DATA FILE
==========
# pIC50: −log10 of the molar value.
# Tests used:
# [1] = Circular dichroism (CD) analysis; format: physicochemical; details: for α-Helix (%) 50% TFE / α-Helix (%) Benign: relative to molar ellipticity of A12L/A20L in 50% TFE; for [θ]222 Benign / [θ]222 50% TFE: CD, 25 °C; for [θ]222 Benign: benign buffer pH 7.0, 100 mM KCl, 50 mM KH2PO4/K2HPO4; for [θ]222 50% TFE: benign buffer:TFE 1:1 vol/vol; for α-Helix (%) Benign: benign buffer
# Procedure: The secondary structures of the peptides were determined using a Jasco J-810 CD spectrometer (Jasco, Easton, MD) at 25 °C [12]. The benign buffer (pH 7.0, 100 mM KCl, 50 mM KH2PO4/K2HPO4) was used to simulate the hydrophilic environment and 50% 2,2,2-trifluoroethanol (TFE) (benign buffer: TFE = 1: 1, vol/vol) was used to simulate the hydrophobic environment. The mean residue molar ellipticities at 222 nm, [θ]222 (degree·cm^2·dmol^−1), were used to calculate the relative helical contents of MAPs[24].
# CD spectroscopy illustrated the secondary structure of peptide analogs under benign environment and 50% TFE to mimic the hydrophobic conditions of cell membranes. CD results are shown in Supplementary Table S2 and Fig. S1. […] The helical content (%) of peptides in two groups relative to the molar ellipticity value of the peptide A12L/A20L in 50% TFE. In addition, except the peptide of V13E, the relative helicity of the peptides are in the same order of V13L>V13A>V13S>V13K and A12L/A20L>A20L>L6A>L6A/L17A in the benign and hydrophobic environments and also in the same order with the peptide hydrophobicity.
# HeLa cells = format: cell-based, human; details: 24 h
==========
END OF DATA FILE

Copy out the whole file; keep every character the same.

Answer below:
# pIC50: −log10 of the molar value.
# Tests used:
# [1] = Circular dichroism (CD) analysis; format: physicochemical; details: for α-Helix (%) 50% TFE / α-Helix (%) Benign: relative to molar ellipticity of A12L/A20L in 50% TFE; for [θ]222 Benign / [θ]222 50% TFE: CD, 25 °C; for [θ]222 Benign: benign buffer pH 7.0, 100 mM KCl, 50 mM KH2PO4/K2HPO4; for [θ]222 50% TFE: benign buffer:TFE 1:1 vol/vol; for α-Helix (%) Benign: benign buffer
# Procedure: The secondary structures of the peptides were determined using a Jasco J-810 CD spectrometer (Jasco, Easton, MD) at 25 °C [12]. The benign buffer (pH 7.0, 100 mM KCl, 50 mM KH2PO4/K2HPO4) was used to simulate the hydrophilic environment and 50% 2,2,2-trifluoroethanol (TFE) (benign buffer: TFE = 1: 1, vol/vol) was used to simulate the hydrophobic environment. The mean residue molar ellipticities at 222 nm, [θ]222 (degree·cm^2·dmol^−1), were used to calculate the relative helical contents of MAPs[24].
# CD spectroscopy illustrated the secondary structure of peptide analogs under benign environment and 50% TFE to mimic the hydrophobic conditions of cell membranes. CD results are shown in Supplementary Table S2 and Fig. S1. […] The helical content (%) of peptides in two groups relative to the molar ellipticity value of the peptide A12L/A20L in 50% TFE. In addition, except the peptide of V13E, the relative helicity of the peptides are in the same order of V13L>V13A>V13S>V13K and A12L/A20L>A20L>L6A>L6A/L17A in the benign and hydrophobic environments and also in the same order with the peptide hydrophobicity.
# HeLa cells = format: cell-based, human; details: 24 h